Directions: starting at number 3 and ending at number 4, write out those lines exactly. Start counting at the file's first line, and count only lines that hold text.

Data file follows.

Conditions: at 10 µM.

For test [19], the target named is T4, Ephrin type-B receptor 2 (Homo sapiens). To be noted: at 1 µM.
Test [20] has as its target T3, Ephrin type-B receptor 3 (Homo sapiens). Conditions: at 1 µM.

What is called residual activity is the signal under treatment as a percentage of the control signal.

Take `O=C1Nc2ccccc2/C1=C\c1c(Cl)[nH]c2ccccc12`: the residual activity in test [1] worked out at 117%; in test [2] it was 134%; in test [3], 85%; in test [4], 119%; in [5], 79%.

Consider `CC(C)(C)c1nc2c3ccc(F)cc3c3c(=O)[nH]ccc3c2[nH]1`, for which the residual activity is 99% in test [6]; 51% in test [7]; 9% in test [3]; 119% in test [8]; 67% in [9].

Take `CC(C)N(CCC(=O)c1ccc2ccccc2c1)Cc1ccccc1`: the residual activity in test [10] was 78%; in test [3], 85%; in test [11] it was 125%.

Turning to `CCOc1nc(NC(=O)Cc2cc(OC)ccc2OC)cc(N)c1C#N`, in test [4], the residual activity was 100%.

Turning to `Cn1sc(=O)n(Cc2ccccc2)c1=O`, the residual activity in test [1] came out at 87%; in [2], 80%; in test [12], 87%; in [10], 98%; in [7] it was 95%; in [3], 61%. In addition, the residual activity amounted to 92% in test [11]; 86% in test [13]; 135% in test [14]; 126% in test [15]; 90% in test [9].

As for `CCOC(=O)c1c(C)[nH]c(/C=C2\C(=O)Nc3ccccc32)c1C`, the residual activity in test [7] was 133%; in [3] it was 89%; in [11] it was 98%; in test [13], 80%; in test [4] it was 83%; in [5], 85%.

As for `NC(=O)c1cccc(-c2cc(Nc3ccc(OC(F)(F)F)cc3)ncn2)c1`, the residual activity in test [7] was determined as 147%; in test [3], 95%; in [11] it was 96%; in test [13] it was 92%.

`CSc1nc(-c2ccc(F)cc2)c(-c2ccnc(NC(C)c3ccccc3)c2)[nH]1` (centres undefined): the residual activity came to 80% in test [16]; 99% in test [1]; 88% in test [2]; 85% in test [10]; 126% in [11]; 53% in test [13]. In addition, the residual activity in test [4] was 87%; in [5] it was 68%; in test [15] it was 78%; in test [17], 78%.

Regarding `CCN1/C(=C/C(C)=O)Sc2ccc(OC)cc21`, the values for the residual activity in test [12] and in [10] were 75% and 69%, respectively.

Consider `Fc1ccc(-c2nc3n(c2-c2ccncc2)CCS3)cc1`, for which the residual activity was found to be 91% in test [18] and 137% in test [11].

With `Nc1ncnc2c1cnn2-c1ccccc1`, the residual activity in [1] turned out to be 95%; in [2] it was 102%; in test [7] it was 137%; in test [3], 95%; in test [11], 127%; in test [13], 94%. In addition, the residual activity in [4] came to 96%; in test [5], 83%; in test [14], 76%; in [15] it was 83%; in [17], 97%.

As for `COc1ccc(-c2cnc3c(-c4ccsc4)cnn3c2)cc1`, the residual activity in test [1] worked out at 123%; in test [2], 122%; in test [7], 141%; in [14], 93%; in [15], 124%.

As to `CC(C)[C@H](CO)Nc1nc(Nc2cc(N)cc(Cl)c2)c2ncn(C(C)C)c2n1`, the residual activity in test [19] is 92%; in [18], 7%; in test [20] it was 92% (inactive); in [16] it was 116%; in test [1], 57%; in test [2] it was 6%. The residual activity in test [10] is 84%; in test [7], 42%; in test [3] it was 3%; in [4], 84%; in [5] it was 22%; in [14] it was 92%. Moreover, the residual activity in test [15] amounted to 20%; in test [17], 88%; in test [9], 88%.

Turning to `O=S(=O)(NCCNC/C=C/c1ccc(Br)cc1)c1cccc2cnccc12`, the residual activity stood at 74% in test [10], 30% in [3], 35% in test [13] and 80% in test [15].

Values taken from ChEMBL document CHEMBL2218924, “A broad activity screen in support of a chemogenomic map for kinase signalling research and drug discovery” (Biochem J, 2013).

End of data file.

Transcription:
Test [20] has as its target T3, Ephrin type-B receptor 3 (Homo sapiens). Conditions: at 1 µM.

What is called residual activity is the signal under treatment as a percentage of the control signal.